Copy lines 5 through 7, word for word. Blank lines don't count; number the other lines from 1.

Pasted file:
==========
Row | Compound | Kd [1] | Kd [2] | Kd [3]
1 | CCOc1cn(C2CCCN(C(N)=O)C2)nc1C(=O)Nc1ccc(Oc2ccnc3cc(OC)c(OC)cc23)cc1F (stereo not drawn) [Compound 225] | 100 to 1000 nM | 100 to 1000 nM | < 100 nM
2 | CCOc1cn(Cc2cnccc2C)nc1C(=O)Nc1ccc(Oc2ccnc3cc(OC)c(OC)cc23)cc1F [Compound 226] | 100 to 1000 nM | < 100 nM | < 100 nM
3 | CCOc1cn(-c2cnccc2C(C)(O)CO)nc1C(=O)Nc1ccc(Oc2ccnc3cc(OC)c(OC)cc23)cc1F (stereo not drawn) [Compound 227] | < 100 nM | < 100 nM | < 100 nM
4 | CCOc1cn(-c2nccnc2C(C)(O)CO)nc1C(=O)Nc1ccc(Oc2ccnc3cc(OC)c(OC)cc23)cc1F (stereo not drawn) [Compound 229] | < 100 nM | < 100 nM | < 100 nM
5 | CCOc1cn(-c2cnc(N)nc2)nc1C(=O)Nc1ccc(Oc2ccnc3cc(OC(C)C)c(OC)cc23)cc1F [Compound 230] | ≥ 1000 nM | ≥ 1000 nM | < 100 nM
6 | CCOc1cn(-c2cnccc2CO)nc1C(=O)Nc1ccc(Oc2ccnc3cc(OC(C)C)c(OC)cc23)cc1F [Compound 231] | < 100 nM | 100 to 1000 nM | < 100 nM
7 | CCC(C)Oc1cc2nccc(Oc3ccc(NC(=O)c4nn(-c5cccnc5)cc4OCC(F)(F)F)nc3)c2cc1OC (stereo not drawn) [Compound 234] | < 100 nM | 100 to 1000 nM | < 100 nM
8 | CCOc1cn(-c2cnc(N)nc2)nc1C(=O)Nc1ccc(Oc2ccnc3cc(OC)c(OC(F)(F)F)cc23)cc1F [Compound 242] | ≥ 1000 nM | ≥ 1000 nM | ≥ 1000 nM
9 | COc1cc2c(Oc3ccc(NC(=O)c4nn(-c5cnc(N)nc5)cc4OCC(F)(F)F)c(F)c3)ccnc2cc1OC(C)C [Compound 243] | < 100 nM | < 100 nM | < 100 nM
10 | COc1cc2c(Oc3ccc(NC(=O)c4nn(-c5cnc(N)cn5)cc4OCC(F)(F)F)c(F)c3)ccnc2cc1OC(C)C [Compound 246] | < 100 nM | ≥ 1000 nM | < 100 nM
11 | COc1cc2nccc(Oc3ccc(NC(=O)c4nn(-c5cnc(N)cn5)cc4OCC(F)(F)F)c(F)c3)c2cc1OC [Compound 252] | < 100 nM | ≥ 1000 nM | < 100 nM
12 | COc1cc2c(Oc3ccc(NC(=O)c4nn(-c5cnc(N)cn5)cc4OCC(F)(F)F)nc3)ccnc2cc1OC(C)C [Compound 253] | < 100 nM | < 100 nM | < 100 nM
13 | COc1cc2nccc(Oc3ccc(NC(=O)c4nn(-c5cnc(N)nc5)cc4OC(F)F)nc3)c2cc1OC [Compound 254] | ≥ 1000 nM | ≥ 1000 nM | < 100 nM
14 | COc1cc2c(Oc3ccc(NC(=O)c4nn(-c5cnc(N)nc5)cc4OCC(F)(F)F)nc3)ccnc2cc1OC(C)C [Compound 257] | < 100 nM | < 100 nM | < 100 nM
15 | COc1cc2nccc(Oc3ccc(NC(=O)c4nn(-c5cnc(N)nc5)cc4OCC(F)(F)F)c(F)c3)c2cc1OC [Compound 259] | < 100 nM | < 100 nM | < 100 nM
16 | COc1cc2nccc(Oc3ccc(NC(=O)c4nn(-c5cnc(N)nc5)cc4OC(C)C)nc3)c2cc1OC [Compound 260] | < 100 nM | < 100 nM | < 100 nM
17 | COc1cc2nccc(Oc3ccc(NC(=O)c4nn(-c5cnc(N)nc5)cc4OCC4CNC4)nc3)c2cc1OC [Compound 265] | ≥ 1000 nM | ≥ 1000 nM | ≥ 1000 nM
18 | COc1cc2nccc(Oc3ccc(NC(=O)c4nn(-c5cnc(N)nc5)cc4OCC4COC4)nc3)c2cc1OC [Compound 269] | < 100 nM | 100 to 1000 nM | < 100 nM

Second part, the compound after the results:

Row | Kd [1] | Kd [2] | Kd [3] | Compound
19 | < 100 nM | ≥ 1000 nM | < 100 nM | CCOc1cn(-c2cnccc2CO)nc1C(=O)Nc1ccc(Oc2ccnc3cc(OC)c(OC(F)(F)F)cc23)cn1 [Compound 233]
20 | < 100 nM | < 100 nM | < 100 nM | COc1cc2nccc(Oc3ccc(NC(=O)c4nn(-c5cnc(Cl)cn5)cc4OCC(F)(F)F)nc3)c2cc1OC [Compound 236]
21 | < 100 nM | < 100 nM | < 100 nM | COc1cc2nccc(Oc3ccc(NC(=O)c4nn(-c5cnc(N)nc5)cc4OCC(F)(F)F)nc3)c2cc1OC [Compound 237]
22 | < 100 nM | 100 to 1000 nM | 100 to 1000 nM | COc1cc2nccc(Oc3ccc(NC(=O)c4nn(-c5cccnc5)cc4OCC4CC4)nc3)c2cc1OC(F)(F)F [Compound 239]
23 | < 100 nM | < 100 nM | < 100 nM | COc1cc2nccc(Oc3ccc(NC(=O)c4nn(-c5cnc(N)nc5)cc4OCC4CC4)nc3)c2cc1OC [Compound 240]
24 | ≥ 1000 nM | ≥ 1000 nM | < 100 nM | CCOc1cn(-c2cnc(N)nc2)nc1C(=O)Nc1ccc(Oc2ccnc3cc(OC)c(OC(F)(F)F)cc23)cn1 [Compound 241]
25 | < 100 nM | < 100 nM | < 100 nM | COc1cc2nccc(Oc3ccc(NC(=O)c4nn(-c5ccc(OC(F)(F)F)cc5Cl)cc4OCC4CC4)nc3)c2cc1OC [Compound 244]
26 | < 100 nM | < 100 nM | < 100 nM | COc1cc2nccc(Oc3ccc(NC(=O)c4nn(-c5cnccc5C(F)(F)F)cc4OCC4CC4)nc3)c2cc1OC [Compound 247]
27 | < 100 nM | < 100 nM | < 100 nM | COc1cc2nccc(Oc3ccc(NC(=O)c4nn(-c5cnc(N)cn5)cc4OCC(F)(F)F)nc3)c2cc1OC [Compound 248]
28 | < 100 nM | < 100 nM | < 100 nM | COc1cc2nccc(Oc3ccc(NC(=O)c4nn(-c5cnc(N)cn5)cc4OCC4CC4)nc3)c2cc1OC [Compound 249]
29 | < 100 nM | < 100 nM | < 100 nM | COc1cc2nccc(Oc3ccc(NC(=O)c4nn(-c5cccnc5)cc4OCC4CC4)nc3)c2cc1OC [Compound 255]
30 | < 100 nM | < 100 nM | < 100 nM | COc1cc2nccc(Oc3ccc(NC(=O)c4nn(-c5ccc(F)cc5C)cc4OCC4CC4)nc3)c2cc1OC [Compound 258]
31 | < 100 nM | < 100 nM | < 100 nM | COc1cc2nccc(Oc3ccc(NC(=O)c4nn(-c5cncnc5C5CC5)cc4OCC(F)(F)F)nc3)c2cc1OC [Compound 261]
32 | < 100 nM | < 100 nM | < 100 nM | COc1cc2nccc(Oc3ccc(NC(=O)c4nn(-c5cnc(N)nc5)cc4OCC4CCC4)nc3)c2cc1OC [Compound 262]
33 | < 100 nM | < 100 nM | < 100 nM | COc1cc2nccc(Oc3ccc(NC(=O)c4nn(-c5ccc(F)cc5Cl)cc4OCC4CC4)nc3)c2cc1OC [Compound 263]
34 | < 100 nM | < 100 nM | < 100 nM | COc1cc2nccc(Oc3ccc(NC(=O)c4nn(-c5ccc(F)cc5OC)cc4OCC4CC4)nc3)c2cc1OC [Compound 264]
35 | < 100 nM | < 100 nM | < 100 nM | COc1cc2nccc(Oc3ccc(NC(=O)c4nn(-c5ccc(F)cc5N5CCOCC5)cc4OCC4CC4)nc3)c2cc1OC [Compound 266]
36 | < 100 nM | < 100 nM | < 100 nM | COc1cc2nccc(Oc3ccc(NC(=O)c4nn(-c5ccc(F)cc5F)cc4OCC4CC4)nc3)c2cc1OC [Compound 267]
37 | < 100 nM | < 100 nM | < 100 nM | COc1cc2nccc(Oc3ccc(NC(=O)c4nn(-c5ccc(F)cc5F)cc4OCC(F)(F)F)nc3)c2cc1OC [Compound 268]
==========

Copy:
4 | CCOc1cn(-c2nccnc2C(C)(O)CO)nc1C(=O)Nc1ccc(Oc2ccnc3cc(OC)c(OC)cc23)cc1F (stereo not drawn) [Compound 229] | < 100 nM | < 100 nM | < 100 nM
5 | CCOc1cn(-c2cnc(N)nc2)nc1C(=O)Nc1ccc(Oc2ccnc3cc(OC(C)C)c(OC)cc23)cc1F [Compound 230] | ≥ 1000 nM | ≥ 1000 nM | < 100 nM
6 | CCOc1cn(-c2cnccc2CO)nc1C(=O)Nc1ccc(Oc2ccnc3cc(OC(C)C)c(OC)cc23)cc1F [Compound 231] | < 100 nM | 100 to 1000 nM | < 100 nM